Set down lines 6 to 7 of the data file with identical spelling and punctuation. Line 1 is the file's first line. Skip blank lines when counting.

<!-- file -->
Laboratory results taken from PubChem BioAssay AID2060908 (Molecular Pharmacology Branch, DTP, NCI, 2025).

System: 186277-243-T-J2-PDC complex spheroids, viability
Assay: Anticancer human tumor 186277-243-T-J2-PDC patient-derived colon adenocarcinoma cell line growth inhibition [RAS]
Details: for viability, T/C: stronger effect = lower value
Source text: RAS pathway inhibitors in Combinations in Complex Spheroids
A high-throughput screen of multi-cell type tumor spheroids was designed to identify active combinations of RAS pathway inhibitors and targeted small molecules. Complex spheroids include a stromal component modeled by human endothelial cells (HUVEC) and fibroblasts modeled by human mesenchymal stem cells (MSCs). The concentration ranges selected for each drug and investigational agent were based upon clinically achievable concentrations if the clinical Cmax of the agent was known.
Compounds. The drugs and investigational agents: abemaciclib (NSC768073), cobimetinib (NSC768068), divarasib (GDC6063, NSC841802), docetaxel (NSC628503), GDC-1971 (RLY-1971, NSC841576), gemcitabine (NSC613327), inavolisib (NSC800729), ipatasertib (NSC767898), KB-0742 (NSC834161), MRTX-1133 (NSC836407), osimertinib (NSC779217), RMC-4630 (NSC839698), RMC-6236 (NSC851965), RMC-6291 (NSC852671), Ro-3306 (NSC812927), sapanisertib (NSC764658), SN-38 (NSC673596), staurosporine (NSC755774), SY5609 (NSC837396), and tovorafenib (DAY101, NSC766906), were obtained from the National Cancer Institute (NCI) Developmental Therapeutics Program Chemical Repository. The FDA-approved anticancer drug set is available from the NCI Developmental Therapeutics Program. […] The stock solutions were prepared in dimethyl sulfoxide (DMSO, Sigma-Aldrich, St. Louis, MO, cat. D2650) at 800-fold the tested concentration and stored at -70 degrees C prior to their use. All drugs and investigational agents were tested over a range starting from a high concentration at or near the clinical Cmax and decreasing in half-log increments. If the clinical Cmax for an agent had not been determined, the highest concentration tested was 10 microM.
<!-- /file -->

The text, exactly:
A high-throughput screen of multi-cell type tumor spheroids was designed to identify active combinations of RAS pathway inhibitors and targeted small molecules. Complex spheroids include a stromal component modeled by human endothelial cells (HUVEC) and fibroblasts modeled by human mesenchymal stem cells (MSCs). The concentration ranges selected for each drug and investigational agent were based upon clinically achievable concentrations if the clinical Cmax of the agent was known.
Compounds. The drugs and investigational agents: abemaciclib (NSC768073), cobimetinib (NSC768068), divarasib (GDC6063, NSC841802), docetaxel (NSC628503), GDC-1971 (RLY-1971, NSC841576), gemcitabine (NSC613327), inavolisib (NSC800729), ipatasertib (NSC767898), KB-0742 (NSC834161), MRTX-1133 (NSC836407), osimertinib (NSC779217), RMC-4630 (NSC839698), RMC-6236 (NSC851965), RMC-6291 (NSC852671), Ro-3306 (NSC812927), sapanisertib (NSC764658), SN-38 (NSC673596), staurosporine (NSC755774), SY5609 (NSC837396), and tovorafenib (DAY101, NSC766906), were obtained from the National Cancer Institute (NCI) Developmental Therapeutics Program Chemical Repository. The FDA-approved anticancer drug set is available from the NCI Developmental Therapeutics Program. […] The stock solutions were prepared in dimethyl sulfoxide (DMSO, Sigma-Aldrich, St. Louis, MO, cat. D2650) at 800-fold the tested concentration and stored at -70 degrees C prior to their use. All drugs and investigational agents were tested over a range starting from a high concentration at or near the clinical Cmax and decreasing in half-log increments. If the clinical Cmax for an agent had not been determined, the highest concentration tested was 10 microM.